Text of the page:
EA: I recently had a great discussion on this with Dr. Matshidiso Moeti, the World Health Organization’s Regional Director for Africa, who recently launched a new initiative to help African countries tackle neglected tropical diseases. She observed that often times the health agenda of developing countries is significantly influenced by external funding priorities.
Global health funding has largely been directed to diseases that cause the greatest mortality — HIV/AIDs, tuberculosis, malaria, childhood vaccine-preventable diseases, or emergent threats like Ebola or Zika. As a global health community, we have not paid enough attention to the diseases that cause long-term suffering and disability. While the five diseases the END Fund focuses on — schistosomiasis, intestinal worms, river blindness, lymphatic filariasis, and blinding trachoma — affect over 1.6 billion people worldwide, they have not been prioritized. But this is changing.
A strong coalition of partners is working to change the paradigm around these diseases — to make sure these diseases go from being seen as unavoidable to being unacceptable. I see that happening at many levels now — from community health workers and health leaders in disease endemic countries to policy leaders at the highest levels.
Recently at the World Economic Forum on Africa in Kigali, Rwanda, I was so impressed to see leaders like Rwandan First Lady Jeannette Kagame, Minister of Health Dr. Agnes Binagwaho, and Queen Sylvia, the traditional queen of Buganda, the largest tribe in Uganda, all come forward and ADVOCATE for the need to prioritize efforts to control and eliminate these diseases across the region.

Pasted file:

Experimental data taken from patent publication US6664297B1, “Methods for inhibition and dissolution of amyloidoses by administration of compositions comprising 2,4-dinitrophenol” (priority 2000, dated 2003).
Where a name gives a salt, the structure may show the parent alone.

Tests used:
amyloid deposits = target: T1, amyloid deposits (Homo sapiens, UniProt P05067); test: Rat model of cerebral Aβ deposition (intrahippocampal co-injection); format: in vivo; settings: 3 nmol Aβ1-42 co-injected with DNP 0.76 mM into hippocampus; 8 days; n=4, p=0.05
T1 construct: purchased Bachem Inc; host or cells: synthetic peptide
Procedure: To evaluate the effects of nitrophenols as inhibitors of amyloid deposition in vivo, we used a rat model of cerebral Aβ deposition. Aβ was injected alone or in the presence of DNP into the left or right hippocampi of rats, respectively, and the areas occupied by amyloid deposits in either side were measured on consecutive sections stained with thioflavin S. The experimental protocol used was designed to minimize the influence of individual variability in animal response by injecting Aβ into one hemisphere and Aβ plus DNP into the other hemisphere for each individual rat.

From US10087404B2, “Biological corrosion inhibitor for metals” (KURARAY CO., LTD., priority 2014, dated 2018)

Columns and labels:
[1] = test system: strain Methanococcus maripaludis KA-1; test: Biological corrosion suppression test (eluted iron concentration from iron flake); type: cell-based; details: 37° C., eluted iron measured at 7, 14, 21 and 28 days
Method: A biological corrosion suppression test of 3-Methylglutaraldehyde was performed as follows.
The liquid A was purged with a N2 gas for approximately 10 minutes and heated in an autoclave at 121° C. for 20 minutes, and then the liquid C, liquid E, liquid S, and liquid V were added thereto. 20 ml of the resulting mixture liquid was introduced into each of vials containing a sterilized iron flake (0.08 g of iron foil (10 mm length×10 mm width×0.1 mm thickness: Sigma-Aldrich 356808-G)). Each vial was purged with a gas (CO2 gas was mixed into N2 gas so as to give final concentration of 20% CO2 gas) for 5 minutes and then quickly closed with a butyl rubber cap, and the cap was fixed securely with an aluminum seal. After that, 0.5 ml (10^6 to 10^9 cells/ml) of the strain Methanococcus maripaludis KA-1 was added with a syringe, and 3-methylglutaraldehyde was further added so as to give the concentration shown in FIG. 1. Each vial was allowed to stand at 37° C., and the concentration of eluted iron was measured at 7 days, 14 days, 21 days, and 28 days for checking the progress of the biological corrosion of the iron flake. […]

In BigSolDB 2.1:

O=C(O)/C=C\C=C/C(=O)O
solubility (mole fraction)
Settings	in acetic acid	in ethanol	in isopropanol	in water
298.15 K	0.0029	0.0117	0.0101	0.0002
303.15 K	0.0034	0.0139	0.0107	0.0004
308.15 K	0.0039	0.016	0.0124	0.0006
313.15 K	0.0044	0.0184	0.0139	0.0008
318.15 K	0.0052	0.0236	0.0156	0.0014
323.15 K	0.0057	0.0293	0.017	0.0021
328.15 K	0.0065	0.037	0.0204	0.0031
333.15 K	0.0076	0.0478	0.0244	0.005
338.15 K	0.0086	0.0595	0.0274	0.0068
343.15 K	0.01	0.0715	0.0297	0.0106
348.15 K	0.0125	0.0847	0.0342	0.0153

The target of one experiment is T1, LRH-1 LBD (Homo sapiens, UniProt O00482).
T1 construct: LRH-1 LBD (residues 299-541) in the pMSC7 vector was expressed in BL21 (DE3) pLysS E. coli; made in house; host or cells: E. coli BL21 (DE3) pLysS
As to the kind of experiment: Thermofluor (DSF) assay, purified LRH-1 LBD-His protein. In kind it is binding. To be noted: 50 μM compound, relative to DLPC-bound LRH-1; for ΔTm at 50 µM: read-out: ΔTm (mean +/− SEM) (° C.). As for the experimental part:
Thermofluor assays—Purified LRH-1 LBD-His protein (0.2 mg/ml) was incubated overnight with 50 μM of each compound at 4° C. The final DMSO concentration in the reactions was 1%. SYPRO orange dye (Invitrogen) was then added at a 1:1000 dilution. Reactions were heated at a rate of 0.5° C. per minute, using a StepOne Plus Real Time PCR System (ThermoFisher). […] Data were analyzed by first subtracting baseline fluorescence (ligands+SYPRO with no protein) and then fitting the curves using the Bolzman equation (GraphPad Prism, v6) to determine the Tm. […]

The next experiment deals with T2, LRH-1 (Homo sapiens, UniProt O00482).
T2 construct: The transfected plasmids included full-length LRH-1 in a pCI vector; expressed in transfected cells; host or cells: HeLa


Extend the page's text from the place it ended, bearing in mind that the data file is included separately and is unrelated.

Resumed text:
In sub-Saharan Africa alone, more than 500 million people are suffering from one or more neglected tropical disease. Studies show that if current elimination targets were met, over $52 billion would be saved in the region and over 100 million healthy life years gained. There is a tremendous opportunity in front of us to increase prosperity for over a billion people worldwide. It’s a challenge, and an opportunity, that I think is compelling and really do-able in the next decade.
What impact does climate change have on tropical diseases?
EA: There have been a number of good studies and modelling done showing how climate change is a significant factor in rising rates and geographical spread of diseases like malaria, dengue, chikungunya, lymphatic filariasis, Chagas, and others. In India, for example, greater than average monsoon rainfall and high humidity enhance mosquito breeding and survival, and mosquitos are the vector for a number of tropical diseases, including now Zika. Rising waters can affect dams, canals, and irrigation, which in turn leads to increased snail habitat affecting schistosomiasis rates.